The City/County Lead Task Force (on which I serve, with CM Glidden and County Commissioner Dorfman) has been working on a novel approach to the difficult problem of lead poisoning.
It is now well-accepted that there is no safe blood lead level - any amount of lead in the blood can cause health problems such as learning disabilities, especially for children. Studies have clearly indicated that the main lead poisoning vector is no longer chipping and peeling paint (thanks in large part to the good work of City inspections departments, the County, and nonprofits active on this issue) but lead dust near windows. The only truly effective way to solve this problem is to replace the windows.
The group has proposed a revolving window-replacement loan program, funded by the state. All owners of 1-4 unit residential buildings built prior to 1950 will be eligible, which will cover all of the highest-risk buildings. The program, as we have conceived it, will not be means-tested, as all of the money will be repaid (by a lien on the property, if not paid back directly) and means-testing would substantially increase the program's administrative costs. To take advantage of the program, homeowners would have to install Minnesota-made windows.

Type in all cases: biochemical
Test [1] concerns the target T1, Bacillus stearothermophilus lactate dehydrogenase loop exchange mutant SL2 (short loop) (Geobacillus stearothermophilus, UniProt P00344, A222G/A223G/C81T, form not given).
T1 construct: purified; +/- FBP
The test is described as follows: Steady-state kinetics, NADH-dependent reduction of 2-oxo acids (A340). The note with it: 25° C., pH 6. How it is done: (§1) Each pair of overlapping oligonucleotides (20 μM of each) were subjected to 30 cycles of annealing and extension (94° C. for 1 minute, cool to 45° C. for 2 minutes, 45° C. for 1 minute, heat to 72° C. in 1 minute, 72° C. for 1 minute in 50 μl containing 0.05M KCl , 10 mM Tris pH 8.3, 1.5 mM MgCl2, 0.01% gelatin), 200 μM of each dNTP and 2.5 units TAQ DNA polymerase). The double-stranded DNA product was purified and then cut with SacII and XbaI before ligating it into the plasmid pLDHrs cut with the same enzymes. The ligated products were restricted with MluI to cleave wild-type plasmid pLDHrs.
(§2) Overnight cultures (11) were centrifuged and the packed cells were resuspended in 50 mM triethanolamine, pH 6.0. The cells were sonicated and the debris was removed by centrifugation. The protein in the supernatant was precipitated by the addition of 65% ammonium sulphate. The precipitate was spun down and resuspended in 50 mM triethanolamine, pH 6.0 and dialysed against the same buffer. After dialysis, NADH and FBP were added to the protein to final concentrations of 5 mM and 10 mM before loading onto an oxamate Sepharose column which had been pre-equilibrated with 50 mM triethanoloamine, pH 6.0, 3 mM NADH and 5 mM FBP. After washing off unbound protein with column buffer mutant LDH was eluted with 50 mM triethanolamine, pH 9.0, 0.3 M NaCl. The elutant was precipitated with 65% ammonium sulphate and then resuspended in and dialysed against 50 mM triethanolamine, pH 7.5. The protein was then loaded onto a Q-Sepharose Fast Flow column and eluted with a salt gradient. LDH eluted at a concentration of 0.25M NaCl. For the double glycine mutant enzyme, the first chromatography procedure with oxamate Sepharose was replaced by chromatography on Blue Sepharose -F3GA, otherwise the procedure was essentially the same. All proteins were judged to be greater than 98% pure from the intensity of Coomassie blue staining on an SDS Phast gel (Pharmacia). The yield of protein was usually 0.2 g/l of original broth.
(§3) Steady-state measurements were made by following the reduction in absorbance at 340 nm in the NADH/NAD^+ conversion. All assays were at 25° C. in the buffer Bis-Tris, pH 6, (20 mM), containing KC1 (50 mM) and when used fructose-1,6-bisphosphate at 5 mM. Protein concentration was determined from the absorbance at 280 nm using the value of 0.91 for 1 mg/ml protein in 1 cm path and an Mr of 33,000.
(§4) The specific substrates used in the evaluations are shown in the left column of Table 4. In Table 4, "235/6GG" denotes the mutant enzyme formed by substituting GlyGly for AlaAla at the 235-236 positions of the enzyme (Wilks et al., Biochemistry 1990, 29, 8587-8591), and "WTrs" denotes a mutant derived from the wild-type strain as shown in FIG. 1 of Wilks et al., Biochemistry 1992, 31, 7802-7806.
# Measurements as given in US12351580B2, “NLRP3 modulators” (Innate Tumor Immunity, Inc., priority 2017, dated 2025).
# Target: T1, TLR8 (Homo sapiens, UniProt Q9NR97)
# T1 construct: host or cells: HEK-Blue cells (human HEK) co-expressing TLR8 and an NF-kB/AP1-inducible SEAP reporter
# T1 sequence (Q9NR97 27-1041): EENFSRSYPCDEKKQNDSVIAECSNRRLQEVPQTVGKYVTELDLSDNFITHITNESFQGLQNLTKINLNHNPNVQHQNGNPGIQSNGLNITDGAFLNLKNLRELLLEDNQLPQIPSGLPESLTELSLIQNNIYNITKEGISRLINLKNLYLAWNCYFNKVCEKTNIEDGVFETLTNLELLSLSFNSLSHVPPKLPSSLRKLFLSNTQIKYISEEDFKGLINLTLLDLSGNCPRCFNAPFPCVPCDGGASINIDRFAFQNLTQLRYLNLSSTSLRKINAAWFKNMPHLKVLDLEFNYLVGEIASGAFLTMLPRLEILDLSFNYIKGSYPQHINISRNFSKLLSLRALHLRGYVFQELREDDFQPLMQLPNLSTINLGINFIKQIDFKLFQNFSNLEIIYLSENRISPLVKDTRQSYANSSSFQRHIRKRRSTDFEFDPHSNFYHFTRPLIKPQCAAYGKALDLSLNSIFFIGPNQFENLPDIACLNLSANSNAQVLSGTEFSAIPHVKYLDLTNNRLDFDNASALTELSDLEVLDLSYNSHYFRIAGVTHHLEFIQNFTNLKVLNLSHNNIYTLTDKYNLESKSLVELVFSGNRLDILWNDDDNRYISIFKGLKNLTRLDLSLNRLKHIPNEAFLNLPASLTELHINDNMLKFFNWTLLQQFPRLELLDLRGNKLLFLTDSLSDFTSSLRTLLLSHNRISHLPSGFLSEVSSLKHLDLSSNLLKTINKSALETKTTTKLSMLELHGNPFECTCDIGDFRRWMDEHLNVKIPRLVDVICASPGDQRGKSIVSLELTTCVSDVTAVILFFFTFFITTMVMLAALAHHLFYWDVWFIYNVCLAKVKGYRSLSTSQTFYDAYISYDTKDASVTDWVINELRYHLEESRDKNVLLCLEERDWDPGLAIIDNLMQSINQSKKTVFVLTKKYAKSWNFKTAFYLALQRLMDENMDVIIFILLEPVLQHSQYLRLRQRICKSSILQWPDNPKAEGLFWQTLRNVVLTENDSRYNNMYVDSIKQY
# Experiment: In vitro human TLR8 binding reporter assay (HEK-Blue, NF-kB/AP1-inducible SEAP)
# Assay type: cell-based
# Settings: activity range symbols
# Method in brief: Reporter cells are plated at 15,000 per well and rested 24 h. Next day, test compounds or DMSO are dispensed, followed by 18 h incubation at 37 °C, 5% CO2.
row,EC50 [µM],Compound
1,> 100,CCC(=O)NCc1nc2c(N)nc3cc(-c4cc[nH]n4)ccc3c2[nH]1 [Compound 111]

One wonderful side-effect of this program is that old windows are not only a lead hazard, but one of the worst energy wasters in most houses. Replacing these windows will help us meet our statewide energy efficiency goals, saving us from burning more fossil fuels to heat and cool our homes.
My office worked with CM Glidden to make sure that language specifically supporting this program made it into the City's Legislative Agenda.
I'm pleased to see this good idea moving forward, and I will do what I can to convince legislators to support this innovative and exciting initiative.